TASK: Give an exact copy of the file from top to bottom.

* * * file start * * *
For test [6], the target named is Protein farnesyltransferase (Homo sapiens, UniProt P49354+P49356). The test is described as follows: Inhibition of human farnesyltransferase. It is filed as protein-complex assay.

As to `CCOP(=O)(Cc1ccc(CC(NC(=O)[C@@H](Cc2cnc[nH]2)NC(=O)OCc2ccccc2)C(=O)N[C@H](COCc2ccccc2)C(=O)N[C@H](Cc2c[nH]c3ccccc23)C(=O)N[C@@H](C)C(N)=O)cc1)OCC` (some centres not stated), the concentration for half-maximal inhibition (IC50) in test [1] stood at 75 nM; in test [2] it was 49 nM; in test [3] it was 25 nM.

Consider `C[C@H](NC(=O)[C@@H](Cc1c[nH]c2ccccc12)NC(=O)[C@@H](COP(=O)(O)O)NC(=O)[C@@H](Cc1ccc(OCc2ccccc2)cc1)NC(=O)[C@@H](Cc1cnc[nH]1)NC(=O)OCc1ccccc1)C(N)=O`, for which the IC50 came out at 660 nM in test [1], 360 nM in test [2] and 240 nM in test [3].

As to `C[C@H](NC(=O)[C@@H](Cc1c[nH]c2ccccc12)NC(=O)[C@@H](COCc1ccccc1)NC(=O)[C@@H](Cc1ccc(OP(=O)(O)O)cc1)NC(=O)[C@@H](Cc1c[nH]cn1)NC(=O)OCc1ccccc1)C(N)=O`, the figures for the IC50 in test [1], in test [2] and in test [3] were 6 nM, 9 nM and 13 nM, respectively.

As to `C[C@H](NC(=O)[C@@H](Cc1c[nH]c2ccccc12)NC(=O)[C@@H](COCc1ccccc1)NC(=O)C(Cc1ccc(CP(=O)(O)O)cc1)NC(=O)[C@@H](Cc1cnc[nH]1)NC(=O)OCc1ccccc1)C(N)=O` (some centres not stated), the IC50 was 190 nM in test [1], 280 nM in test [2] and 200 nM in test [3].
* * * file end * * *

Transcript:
For test [6], the target named is Protein farnesyltransferase (Homo sapiens, UniProt P49354+P49356). The test is described as follows: Inhibition of human farnesyltransferase. It is filed as protein-complex assay.

As to `CCOP(=O)(Cc1ccc(CC(NC(=O)[C@@H](Cc2cnc[nH]2)NC(=O)OCc2ccccc2)C(=O)N[C@H](COCc2ccccc2)C(=O)N[C@H](Cc2c[nH]c3ccccc23)C(=O)N[C@@H](C)C(N)=O)cc1)OCC` (some centres not stated), the concentration for half-maximal inhibition (IC50) in test [1] stood at 75 nM; in test [2] it was 49 nM; in test [3] it was 25 nM.

Consider `C[C@H](NC(=O)[C@@H](Cc1c[nH]c2ccccc12)NC(=O)[C@@H](COP(=O)(O)O)NC(=O)[C@@H](Cc1ccc(OCc2ccccc2)cc1)NC(=O)[C@@H](Cc1cnc[nH]1)NC(=O)OCc1ccccc1)C(N)=O`, for which the IC50 came out at 660 nM in test [1], 360 nM in test [2] and 240 nM in test [3].

As to `C[C@H](NC(=O)[C@@H](Cc1c[nH]c2ccccc12)NC(=O)[C@@H](COCc1ccccc1)NC(=O)[C@@H](Cc1ccc(OP(=O)(O)O)cc1)NC(=O)[C@@H](Cc1c[nH]cn1)NC(=O)OCc1ccccc1)C(N)=O`, the figures for the IC50 in test [1], in test [2] and in test [3] were 6 nM, 9 nM and 13 nM, respectively.

As to `C[C@H](NC(=O)[C@@H](Cc1c[nH]c2ccccc12)NC(=O)[C@@H](COCc1ccccc1)NC(=O)C(Cc1ccc(CP(=O)(O)O)cc1)NC(=O)[C@@H](Cc1cnc[nH]1)NC(=O)OCc1ccccc1)C(N)=O` (some centres not stated), the IC50 was 190 nM in test [1], 280 nM in test [2] and 200 nM in test [3].